EDITORIALS

Robin Williams, depression and truth in comedy

Posted Aug. 11, 2014, at 10:07 p.m.
Actor and comedian Robin Williams died Monday, Aug. 11, 2014. He was 63.
Ken Hively | MCT
Actor and comedian Robin Williams died Monday, Aug. 11, 2014. He was 63.

The shock was palpable as the news spread late Monday: Comedic genius Robin Williams was dead. At the age of 63. Of an apparent suicide.

Across cyberspace, fans expressed their adoration for the television and movie actor. But mostly they were sad and shocked.

How could someone so funny have been so depressed?

The connection between comedy and depression has long been known. As BDN blogger and addictions counselor Jim LaPierre put it, “Those of us who understand addiction, and/or paid close attention to his stand up are not shocked that this happened. Comedy always contains a certain amount of truth. Examine that truth closely and you will find a certain amount of pain.

“Perhaps Williams had more than most. Perhaps his Bipolar Disorder was unmedicated or the depression it bestowed was too great,” he added.

Williams had been open about his struggles, including alcohol and cocaine abuse. He said he quit after his friend John Belushi died of an overdose in 1982. He remained sober for more than 20 years but entered rehab in 2006 for alcohol addiction after a relapse, Buzzfeed reported.

“It’s [addiction] — not caused by anything, it’s just there,” Williams told ABC in a 2006 interview. “It waits. It lays in wait for the time when you think, ‘It’s fine now, I’m OK.’ Then, the next thing you know, it’s not OK. Then you realize, ‘Where am I? I didn’t realize I was in Cleveland.’”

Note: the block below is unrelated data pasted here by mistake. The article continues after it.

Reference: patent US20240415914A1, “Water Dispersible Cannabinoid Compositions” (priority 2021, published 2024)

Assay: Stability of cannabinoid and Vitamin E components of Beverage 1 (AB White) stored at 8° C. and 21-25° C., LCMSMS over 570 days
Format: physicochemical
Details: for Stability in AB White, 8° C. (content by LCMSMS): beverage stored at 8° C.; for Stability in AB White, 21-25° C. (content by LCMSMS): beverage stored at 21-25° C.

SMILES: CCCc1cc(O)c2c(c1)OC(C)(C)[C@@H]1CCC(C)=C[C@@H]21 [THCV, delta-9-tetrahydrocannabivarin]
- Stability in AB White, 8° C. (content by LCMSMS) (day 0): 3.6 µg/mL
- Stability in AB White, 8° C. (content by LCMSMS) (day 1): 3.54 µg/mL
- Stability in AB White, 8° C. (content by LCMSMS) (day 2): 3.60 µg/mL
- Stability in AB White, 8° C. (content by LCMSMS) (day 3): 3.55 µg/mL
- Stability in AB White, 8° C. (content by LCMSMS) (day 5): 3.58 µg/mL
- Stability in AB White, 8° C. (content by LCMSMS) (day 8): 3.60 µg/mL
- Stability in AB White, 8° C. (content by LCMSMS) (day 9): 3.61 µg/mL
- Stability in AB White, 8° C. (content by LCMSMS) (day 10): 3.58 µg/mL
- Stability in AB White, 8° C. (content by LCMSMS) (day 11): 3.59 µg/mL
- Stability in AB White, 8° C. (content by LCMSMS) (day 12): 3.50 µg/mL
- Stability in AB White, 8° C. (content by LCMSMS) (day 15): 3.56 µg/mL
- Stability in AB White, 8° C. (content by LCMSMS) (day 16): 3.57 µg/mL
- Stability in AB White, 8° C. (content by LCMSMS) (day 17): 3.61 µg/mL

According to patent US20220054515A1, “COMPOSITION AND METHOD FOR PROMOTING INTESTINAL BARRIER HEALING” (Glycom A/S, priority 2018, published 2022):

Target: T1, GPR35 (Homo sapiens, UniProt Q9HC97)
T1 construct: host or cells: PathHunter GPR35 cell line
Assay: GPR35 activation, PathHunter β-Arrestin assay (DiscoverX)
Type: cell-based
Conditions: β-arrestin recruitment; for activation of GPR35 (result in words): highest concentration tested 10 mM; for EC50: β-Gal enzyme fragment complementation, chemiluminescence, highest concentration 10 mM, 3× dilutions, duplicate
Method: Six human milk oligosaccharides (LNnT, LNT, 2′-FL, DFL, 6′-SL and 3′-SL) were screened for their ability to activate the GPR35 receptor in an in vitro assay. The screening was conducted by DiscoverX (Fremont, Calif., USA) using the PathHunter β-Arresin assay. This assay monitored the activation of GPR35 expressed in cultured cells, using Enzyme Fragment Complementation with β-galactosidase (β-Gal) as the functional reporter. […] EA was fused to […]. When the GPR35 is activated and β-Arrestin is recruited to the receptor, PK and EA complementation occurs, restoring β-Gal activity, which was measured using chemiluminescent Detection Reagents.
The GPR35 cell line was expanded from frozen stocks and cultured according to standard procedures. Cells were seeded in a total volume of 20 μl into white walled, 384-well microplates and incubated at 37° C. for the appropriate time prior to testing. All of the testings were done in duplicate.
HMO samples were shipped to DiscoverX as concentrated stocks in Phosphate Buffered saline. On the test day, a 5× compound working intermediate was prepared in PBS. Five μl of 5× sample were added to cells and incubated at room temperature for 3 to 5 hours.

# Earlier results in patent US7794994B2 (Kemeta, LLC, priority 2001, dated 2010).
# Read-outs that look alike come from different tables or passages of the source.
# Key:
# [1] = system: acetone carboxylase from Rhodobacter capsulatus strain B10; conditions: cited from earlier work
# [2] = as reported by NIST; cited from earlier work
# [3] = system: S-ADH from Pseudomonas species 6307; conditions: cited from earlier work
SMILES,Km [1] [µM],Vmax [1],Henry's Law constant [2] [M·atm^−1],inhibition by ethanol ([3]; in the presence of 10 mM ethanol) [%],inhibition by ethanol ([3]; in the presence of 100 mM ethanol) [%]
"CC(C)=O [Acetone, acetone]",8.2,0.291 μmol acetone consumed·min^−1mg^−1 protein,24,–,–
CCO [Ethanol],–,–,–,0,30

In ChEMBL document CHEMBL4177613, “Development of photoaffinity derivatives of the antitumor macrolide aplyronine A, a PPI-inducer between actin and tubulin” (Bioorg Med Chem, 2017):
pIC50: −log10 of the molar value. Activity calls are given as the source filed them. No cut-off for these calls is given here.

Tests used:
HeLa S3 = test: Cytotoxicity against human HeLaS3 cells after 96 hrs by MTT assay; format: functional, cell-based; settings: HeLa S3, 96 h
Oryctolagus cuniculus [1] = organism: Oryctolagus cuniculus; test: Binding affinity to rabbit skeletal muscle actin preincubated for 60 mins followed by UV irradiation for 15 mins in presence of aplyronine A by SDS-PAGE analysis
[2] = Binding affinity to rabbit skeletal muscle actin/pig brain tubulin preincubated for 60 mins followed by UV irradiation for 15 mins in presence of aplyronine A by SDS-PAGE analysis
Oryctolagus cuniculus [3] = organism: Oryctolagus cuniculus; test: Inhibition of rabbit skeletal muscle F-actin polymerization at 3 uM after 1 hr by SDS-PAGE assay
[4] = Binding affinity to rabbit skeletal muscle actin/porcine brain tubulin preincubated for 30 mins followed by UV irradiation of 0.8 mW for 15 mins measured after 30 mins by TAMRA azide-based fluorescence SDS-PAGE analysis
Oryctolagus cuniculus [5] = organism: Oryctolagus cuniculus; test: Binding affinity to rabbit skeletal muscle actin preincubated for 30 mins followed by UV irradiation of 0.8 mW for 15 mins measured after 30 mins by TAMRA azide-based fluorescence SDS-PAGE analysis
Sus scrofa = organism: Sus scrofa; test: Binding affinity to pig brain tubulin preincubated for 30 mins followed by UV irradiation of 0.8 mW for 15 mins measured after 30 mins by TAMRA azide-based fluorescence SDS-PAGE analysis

According to the Huffington Post, he checked into rehab last month for “continued sobriety.”

“He has been battling severe depression of late,” his media representative Mara Buxbaum told CNN on Monday. “This is a tragic and sudden loss.”

His apparent suicide shows us that anyone can be touched by depression. It doesn’t matter what people do for a living or how well-loved they are; depression can tear down everyone equally. Many find the help that makes them feel more whole. Many do not. As the world mourns Williams’ death, much attention will be drawn to depression and addiction.

May that renewed attention have an impact greater and more long-lasting than his Hollywood legacy.

“Our job is improving the quality of life, not just delaying death.” — Robin Williams as Patch Adams, a doctor who used humor to help heal his patients.

If you are concerned about yourself or about somebody else, call the suicide crisis hotline at 1-888-568-1112. If you are not in Maine, call the National Suicide Prevention Lifeline at 1-800-273-TALK (8255).

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